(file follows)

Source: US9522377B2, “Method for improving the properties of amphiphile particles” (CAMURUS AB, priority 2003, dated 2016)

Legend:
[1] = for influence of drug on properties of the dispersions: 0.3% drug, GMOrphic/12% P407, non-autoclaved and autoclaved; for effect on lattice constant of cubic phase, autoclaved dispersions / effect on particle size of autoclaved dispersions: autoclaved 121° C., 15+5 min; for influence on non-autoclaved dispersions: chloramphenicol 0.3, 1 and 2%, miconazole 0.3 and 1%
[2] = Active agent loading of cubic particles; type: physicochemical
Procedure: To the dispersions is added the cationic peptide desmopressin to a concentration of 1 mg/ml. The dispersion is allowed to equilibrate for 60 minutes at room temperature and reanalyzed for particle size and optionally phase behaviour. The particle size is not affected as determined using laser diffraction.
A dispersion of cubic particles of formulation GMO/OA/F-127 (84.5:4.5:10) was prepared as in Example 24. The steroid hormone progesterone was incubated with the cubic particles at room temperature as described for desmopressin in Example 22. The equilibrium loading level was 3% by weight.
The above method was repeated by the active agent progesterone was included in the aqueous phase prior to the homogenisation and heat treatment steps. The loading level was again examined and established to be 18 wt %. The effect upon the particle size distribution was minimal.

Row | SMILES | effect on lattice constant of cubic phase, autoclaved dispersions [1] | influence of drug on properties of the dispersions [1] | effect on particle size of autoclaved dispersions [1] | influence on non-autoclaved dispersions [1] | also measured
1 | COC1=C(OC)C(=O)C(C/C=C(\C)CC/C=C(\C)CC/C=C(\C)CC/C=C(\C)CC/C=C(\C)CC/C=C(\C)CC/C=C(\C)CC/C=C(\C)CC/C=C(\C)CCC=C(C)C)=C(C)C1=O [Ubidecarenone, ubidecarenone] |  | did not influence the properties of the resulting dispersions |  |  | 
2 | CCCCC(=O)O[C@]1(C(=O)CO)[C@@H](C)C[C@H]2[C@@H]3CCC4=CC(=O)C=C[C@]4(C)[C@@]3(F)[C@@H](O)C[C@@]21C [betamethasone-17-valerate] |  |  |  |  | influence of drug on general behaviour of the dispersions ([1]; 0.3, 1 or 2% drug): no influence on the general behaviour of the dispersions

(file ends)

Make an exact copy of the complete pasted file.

Source: US9522377B2, “Method for improving the properties of amphiphile particles” (CAMURUS AB, priority 2003, dated 2016)

Legend:
[1] = for influence of drug on properties of the dispersions: 0.3% drug, GMOrphic/12% P407, non-autoclaved and autoclaved; for effect on lattice constant of cubic phase, autoclaved dispersions / effect on particle size of autoclaved dispersions: autoclaved 121° C., 15+5 min; for influence on non-autoclaved dispersions: chloramphenicol 0.3, 1 and 2%, miconazole 0.3 and 1%
[2] = Active agent loading of cubic particles; type: physicochemical
Procedure: To the dispersions is added the cationic peptide desmopressin to a concentration of 1 mg/ml. The dispersion is allowed to equilibrate for 60 minutes at room temperature and reanalyzed for particle size and optionally phase behaviour. The particle size is not affected as determined using laser diffraction.
A dispersion of cubic particles of formulation GMO/OA/F-127 (84.5:4.5:10) was prepared as in Example 24. The steroid hormone progesterone was incubated with the cubic particles at room temperature as described for desmopressin in Example 22. The equilibrium loading level was 3% by weight.
The above method was repeated by the active agent progesterone was included in the aqueous phase prior to the homogenisation and heat treatment steps. The loading level was again examined and established to be 18 wt %. The effect upon the particle size distribution was minimal.

Row | SMILES | effect on lattice constant of cubic phase, autoclaved dispersions [1] | influence of drug on properties of the dispersions [1] | effect on particle size of autoclaved dispersions [1] | influence on non-autoclaved dispersions [1] | also measured
1 | COC1=C(OC)C(=O)C(C/C=C(\C)CC/C=C(\C)CC/C=C(\C)CC/C=C(\C)CC/C=C(\C)CC/C=C(\C)CC/C=C(\C)CC/C=C(\C)CC/C=C(\C)CCC=C(C)C)=C(C)C1=O [Ubidecarenone, ubidecarenone] |  | did not influence the properties of the resulting dispersions |  |  | 
2 | CCCCC(=O)O[C@]1(C(=O)CO)[C@@H](C)C[C@H]2[C@@H]3CCC4=CC(=O)C=C[C@]4(C)[C@@]3(F)[C@@H](O)C[C@@]21C [betamethasone-17-valerate] |  |  |  |  | influence of drug on general behaviour of the dispersions ([1]; 0.3, 1 or 2% drug): no influence on the general behaviour of the dispersions